In the Guadiya Saraswata lineage we chant our diksa mantras in the context of observing the tri sandhyam, a duty of the twice born. So here we find a mixing of the Vaisnavas diksa mantras with brahminical life, as if to say that the Vaisnava is at least a brahmana. This seems to be the statement that BSST wanted to make in a climate where the religious and educated society thought that Gaudiyas were not to be taken seriously. “If you have no caste, call yourself a follower of Caitanya.” It is part of the daiva varnashrama idea.

      • Thanks Gurumaharaja. I know that your recommendations often center on consistency of sadhana. However, ‘no harm’ does not sound like you recommend this practice of repeated meditation outside of the tri-sandhyam? Do you think that, like Srila Sridhara Maharaja, we can derive a life changing effect with such a practice? Would you ever host a meditation retreat with such a practice?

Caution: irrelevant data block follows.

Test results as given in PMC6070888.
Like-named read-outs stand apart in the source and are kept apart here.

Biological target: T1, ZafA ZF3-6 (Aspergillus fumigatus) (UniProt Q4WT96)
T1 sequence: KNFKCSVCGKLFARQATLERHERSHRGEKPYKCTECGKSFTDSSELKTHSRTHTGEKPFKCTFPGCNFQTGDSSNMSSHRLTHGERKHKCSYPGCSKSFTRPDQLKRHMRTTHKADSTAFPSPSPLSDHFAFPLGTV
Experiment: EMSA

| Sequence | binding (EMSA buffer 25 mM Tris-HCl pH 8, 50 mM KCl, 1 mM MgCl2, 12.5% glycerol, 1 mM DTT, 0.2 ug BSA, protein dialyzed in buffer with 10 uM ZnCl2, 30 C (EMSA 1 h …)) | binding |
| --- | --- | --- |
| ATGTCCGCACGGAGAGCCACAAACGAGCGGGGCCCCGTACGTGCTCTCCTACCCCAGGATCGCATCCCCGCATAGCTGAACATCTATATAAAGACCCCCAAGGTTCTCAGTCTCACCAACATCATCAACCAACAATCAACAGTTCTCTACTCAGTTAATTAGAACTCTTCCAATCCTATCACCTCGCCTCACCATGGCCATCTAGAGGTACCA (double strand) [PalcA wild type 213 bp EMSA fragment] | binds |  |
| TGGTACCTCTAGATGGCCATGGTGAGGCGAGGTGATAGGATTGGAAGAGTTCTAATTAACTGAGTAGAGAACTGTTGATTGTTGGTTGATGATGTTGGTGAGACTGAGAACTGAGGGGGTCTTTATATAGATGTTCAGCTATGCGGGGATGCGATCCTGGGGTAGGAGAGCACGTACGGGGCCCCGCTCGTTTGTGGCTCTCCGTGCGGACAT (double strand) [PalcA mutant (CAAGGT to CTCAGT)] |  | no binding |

• No, it means that in our line we do it differently and one should not think something is lacking nor should one think others are doing it wrong because they were instructed to chant differently. But if any of my students wants to chant the Gopala mantra more often, they should speak to me about it and I may recommend how they may do so. Otherwise, who knows what I will do next?

          I think Sridhara Maharaja’s experience is tied to the his level of realization he took birth with. Not everyone who does what he did will have the same experience, nor did he recommend it.